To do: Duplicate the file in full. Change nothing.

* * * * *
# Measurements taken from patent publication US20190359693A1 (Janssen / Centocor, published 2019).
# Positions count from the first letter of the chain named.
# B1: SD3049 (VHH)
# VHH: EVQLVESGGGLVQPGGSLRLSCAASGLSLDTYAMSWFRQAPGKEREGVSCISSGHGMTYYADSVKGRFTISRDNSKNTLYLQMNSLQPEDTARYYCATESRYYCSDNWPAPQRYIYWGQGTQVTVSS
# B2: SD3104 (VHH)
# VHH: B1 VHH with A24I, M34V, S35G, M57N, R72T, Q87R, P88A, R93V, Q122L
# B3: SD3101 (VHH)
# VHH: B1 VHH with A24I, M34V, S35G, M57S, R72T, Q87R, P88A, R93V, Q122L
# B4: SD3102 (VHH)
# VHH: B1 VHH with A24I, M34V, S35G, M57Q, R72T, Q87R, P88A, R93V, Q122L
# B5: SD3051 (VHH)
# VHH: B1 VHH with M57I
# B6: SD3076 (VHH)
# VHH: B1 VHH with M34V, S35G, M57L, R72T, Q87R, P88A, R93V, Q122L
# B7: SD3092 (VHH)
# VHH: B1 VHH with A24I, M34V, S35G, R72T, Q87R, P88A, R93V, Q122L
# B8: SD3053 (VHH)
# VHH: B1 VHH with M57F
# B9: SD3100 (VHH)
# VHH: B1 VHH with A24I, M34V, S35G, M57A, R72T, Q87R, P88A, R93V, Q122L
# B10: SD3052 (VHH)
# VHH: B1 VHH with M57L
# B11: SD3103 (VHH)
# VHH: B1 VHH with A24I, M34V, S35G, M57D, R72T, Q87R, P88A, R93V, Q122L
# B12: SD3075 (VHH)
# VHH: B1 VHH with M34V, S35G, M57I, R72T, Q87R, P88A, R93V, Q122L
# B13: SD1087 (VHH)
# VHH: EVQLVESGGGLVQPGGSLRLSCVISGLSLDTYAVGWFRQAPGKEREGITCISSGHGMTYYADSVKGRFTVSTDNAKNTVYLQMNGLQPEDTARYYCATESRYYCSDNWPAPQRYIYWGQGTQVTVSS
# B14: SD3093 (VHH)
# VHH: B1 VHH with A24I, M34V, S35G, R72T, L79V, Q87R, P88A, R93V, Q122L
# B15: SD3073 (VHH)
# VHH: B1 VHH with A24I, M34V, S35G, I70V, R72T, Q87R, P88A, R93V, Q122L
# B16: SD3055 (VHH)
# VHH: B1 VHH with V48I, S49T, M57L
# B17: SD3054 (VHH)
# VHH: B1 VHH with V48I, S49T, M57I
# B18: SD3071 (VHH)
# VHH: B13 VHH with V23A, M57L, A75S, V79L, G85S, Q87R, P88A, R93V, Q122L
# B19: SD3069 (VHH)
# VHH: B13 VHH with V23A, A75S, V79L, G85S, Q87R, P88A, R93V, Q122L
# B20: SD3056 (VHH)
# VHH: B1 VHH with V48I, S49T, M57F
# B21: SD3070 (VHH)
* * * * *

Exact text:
# Measurements taken from patent publication US20190359693A1 (Janssen / Centocor, published 2019).
# Positions count from the first letter of the chain named.
# B1: SD3049 (VHH)
# VHH: EVQLVESGGGLVQPGGSLRLSCAASGLSLDTYAMSWFRQAPGKEREGVSCISSGHGMTYYADSVKGRFTISRDNSKNTLYLQMNSLQPEDTARYYCATESRYYCSDNWPAPQRYIYWGQGTQVTVSS
# B2: SD3104 (VHH)
# VHH: B1 VHH with A24I, M34V, S35G, M57N, R72T, Q87R, P88A, R93V, Q122L
# B3: SD3101 (VHH)
# VHH: B1 VHH with A24I, M34V, S35G, M57S, R72T, Q87R, P88A, R93V, Q122L
# B4: SD3102 (VHH)
# VHH: B1 VHH with A24I, M34V, S35G, M57Q, R72T, Q87R, P88A, R93V, Q122L
# B5: SD3051 (VHH)
# VHH: B1 VHH with M57I
# B6: SD3076 (VHH)
# VHH: B1 VHH with M34V, S35G, M57L, R72T, Q87R, P88A, R93V, Q122L
# B7: SD3092 (VHH)
# VHH: B1 VHH with A24I, M34V, S35G, R72T, Q87R, P88A, R93V, Q122L
# B8: SD3053 (VHH)
# VHH: B1 VHH with M57F
# B9: SD3100 (VHH)
# VHH: B1 VHH with A24I, M34V, S35G, M57A, R72T, Q87R, P88A, R93V, Q122L
# B10: SD3052 (VHH)
# VHH: B1 VHH with M57L
# B11: SD3103 (VHH)
# VHH: B1 VHH with A24I, M34V, S35G, M57D, R72T, Q87R, P88A, R93V, Q122L
# B12: SD3075 (VHH)
# VHH: B1 VHH with M34V, S35G, M57I, R72T, Q87R, P88A, R93V, Q122L
# B13: SD1087 (VHH)
# VHH: EVQLVESGGGLVQPGGSLRLSCVISGLSLDTYAVGWFRQAPGKEREGITCISSGHGMTYYADSVKGRFTVSTDNAKNTVYLQMNGLQPEDTARYYCATESRYYCSDNWPAPQRYIYWGQGTQVTVSS
# B14: SD3093 (VHH)
# VHH: B1 VHH with A24I, M34V, S35G, R72T, L79V, Q87R, P88A, R93V, Q122L
# B15: SD3073 (VHH)
# VHH: B1 VHH with A24I, M34V, S35G, I70V, R72T, Q87R, P88A, R93V, Q122L
# B16: SD3055 (VHH)
# VHH: B1 VHH with V48I, S49T, M57L
# B17: SD3054 (VHH)
# VHH: B1 VHH with V48I, S49T, M57I
# B18: SD3071 (VHH)
# VHH: B13 VHH with V23A, M57L, A75S, V79L, G85S, Q87R, P88A, R93V, Q122L
# B19: SD3069 (VHH)
# VHH: B13 VHH with V23A, A75S, V79L, G85S, Q87R, P88A, R93V, Q122L
# B20: SD3056 (VHH)
# VHH: B1 VHH with V48I, S49T, M57F
# B21: SD3070 (VHH)